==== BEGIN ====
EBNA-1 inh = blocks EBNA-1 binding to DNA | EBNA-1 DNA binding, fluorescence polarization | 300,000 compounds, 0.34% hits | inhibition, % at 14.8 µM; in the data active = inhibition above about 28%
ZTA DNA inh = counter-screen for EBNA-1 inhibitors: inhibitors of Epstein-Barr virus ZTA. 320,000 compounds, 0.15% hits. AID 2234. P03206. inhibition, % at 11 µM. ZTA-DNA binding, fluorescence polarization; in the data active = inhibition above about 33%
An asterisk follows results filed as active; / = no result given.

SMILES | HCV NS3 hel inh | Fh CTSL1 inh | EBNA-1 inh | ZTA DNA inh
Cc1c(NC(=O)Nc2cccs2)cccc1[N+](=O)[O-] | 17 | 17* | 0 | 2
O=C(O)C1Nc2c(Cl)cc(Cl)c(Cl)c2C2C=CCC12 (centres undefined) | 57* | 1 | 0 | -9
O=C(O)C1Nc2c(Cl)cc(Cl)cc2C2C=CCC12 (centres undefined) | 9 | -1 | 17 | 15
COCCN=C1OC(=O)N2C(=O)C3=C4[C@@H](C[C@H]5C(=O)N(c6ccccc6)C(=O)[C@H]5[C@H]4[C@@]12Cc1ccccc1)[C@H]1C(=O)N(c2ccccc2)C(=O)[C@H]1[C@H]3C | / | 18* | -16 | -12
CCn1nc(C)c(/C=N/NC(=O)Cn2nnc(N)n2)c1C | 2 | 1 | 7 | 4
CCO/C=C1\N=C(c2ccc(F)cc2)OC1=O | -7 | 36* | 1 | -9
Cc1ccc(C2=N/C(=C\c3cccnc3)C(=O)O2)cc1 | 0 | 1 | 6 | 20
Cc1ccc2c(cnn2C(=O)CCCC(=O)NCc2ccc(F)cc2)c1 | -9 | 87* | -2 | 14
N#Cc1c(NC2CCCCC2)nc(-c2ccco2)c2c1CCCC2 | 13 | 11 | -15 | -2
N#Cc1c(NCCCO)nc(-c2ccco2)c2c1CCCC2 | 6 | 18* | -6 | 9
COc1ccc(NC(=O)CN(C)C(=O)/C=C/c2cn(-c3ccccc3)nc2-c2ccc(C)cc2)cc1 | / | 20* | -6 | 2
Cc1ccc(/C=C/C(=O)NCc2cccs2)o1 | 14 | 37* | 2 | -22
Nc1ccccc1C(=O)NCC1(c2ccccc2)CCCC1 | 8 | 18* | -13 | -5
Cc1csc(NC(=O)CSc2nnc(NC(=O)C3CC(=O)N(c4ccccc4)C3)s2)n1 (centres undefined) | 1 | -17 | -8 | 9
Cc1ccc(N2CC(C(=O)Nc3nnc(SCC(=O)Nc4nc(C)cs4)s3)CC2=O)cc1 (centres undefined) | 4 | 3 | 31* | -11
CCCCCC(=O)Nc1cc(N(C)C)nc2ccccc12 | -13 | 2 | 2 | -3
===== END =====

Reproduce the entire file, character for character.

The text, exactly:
EBNA-1 inh = blocks EBNA-1 binding to DNA | EBNA-1 DNA binding, fluorescence polarization | 300,000 compounds, 0.34% hits | inhibition, % at 14.8 µM; in the data active = inhibition above about 28%
ZTA DNA inh = counter-screen for EBNA-1 inhibitors: inhibitors of Epstein-Barr virus ZTA. 320,000 compounds, 0.15% hits. AID 2234. P03206. inhibition, % at 11 µM. ZTA-DNA binding, fluorescence polarization; in the data active = inhibition above about 33%
An asterisk follows results filed as active; / = no result given.

SMILES | HCV NS3 hel inh | Fh CTSL1 inh | EBNA-1 inh | ZTA DNA inh
Cc1c(NC(=O)Nc2cccs2)cccc1[N+](=O)[O-] | 17 | 17* | 0 | 2
O=C(O)C1Nc2c(Cl)cc(Cl)c(Cl)c2C2C=CCC12 (centres undefined) | 57* | 1 | 0 | -9
O=C(O)C1Nc2c(Cl)cc(Cl)cc2C2C=CCC12 (centres undefined) | 9 | -1 | 17 | 15
COCCN=C1OC(=O)N2C(=O)C3=C4[C@@H](C[C@H]5C(=O)N(c6ccccc6)C(=O)[C@H]5[C@H]4[C@@]12Cc1ccccc1)[C@H]1C(=O)N(c2ccccc2)C(=O)[C@H]1[C@H]3C | / | 18* | -16 | -12
CCn1nc(C)c(/C=N/NC(=O)Cn2nnc(N)n2)c1C | 2 | 1 | 7 | 4
CCO/C=C1\N=C(c2ccc(F)cc2)OC1=O | -7 | 36* | 1 | -9
Cc1ccc(C2=N/C(=C\c3cccnc3)C(=O)O2)cc1 | 0 | 1 | 6 | 20
Cc1ccc2c(cnn2C(=O)CCCC(=O)NCc2ccc(F)cc2)c1 | -9 | 87* | -2 | 14
N#Cc1c(NC2CCCCC2)nc(-c2ccco2)c2c1CCCC2 | 13 | 11 | -15 | -2
N#Cc1c(NCCCO)nc(-c2ccco2)c2c1CCCC2 | 6 | 18* | -6 | 9
COc1ccc(NC(=O)CN(C)C(=O)/C=C/c2cn(-c3ccccc3)nc2-c2ccc(C)cc2)cc1 | / | 20* | -6 | 2
Cc1ccc(/C=C/C(=O)NCc2cccs2)o1 | 14 | 37* | 2 | -22
Nc1ccccc1C(=O)NCC1(c2ccccc2)CCCC1 | 8 | 18* | -13 | -5
Cc1csc(NC(=O)CSc2nnc(NC(=O)C3CC(=O)N(c4ccccc4)C3)s2)n1 (centres undefined) | 1 | -17 | -8 | 9
Cc1ccc(N2CC(C(=O)Nc3nnc(SCC(=O)Nc4nc(C)cs4)s3)CC2=O)cc1 (centres undefined) | 4 | 3 | 31* | -11
CCCCCC(=O)Nc1cc(N(C)C)nc2ccccc12 | -13 | 2 | 2 | -3